The antenna and receiver 415 receive position information with respect to the location of the antenna of the device. In the present embodiment, equipment compatible with the Global Positioning System (GPS) are employed. However, it is readily apparent an antenna and receiver compatible with other types of positioning systems may be employed. Other types of positioning systems include the Global Orbiting Navigation System (GLONASS), long-range navigation (LORAN-C) system, uncoordinated beacon signals, and pseudolite systems.
Once the position information is received, the difference in position between the device and the desired position may be determined. For example, in one embodiment, the digital level and heading device 430 identifies the tilt (also referred to as pitch) and the heading (also referred to as yaw) at which the device is oriented. This provides data that may be used to determine the relative position and orientation of the device with respect to the desired position. Thus, in embodiments incorporating the digital level and heading device 430, there is no need for the user to hold the handheld device in a specific orientation. The device 430 may be embodied as two separate devices, one determining the level of the handheld device, and the other determining the heading, for example. Alternately, the device 430 may be one integrated device. One example of such a device is the TMCI which is available from Precision Navigation Ltd., Sunnyvale, Calif.
In alternative embodiments of the present invention, the system 400 may also include an attitude determining device 470 for determining the angular orientation of the device, such as a flux gate compass or TANS vector system.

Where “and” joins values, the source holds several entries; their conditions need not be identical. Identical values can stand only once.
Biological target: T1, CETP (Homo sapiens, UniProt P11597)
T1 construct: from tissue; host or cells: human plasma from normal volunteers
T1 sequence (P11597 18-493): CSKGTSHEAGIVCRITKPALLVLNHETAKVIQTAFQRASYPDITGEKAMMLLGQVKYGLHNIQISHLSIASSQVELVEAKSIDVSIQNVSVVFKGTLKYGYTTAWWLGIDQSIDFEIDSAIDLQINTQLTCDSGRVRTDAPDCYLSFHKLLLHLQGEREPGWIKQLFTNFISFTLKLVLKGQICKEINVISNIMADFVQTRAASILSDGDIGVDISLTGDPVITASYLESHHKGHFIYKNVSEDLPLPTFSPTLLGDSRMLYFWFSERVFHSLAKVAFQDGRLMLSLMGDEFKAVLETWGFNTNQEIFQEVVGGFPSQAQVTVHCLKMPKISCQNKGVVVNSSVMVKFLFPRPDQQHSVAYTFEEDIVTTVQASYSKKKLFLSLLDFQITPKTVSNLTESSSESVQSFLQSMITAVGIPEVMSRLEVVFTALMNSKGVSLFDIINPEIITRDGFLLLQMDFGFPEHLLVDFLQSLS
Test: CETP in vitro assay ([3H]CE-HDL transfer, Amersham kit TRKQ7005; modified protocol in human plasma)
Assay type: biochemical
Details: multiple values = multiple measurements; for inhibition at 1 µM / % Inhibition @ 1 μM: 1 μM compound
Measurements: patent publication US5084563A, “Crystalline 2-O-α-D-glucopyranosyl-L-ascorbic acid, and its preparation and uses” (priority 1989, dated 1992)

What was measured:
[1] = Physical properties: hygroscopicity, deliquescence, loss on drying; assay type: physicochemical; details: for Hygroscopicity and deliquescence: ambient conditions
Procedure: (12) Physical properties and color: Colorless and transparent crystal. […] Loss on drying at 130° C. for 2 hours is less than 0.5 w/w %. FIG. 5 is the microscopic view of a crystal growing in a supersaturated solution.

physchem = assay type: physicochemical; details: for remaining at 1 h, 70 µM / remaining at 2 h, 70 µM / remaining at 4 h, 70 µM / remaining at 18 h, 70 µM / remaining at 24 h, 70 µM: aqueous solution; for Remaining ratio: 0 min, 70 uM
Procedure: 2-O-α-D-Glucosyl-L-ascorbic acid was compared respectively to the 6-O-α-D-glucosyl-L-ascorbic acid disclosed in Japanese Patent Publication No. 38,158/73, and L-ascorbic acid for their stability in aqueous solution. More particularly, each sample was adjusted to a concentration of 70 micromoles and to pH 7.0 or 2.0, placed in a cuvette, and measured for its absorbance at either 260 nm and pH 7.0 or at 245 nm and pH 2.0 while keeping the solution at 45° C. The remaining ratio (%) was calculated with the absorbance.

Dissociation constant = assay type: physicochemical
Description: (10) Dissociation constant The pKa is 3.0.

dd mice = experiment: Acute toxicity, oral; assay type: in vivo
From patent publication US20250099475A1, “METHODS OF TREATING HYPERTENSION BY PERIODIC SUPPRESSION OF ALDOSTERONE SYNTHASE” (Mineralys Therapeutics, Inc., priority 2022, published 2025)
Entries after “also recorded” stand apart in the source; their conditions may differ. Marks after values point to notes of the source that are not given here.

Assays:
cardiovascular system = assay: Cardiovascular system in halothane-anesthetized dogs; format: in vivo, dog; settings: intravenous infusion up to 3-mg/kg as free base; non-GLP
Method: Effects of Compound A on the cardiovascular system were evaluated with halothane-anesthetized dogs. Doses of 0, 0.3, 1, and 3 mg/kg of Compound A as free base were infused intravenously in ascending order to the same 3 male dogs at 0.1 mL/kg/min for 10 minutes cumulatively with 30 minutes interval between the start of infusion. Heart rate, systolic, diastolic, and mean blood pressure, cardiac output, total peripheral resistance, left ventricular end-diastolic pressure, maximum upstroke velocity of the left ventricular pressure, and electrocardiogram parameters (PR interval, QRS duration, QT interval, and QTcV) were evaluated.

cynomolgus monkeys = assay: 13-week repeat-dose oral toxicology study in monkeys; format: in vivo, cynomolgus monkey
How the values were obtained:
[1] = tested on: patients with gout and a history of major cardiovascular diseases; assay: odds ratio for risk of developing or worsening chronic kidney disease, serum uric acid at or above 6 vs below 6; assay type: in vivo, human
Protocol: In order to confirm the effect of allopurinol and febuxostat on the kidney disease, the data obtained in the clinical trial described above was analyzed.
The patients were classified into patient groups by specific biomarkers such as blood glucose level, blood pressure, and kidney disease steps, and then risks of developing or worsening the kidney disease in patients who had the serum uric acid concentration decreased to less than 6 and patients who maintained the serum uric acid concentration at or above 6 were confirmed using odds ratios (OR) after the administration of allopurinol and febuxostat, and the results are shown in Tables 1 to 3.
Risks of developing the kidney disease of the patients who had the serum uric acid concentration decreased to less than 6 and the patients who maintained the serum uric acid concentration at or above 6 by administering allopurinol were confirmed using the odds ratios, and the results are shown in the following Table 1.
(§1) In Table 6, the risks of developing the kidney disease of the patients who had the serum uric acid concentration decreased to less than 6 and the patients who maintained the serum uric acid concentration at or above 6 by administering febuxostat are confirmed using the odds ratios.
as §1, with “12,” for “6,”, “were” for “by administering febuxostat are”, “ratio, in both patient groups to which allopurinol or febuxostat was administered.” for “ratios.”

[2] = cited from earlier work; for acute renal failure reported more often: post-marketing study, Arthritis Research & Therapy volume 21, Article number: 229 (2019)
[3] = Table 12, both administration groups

Referring now to the pointing device 450, this device provides an indication to the user of the location of the desired position. In one embodiment, a laser pointer is used. The laser pointer illuminates a spot on a surface of the ground corresponding to the location of the desired position input by the user. An exemplary laser module that may serve as the pointing device 350 is the MLX-635 manufactured by RPMC of St. Charles, Mo.
According to one embodiment, the pointing device 450 is mounted to the orientation device 460. The orientation device 460 is oriented based upon parameters, such as an indication of the desired bearing and elevation, received from the processor 410. In this manner, the orientation device 460 provides a mechanism by which the pointing device 450 may be aligned with the desired position. In one embodiment, the orientation device 460 may provide freedom of movement about a first and a second axis. For instance, the orientation device 460 may be similar to a miniature turret, which rotates about a base to the appropriate heading and raises or lowers the pointing device 450 to the appropriate angle relative to the horizontal. In an alternative embodiment, the pointing device 450 may remain in a fixed position and the orientation device 460 is a deflection mechanism such as a piezo-electrically controlled mirror. In this manner, the pointing device 450 may remain stationary and the orientation device 460 aligns the laser beam with the desired position by appropriately adjusting the angle of the deflection mechanism. In this embodiment, for the largest degree of freedom for controlling the direction of the laser beam, the pointing device 450 is preferably fixed in a vertical position perpendicular to the measurement platform (e.g., the handheld device).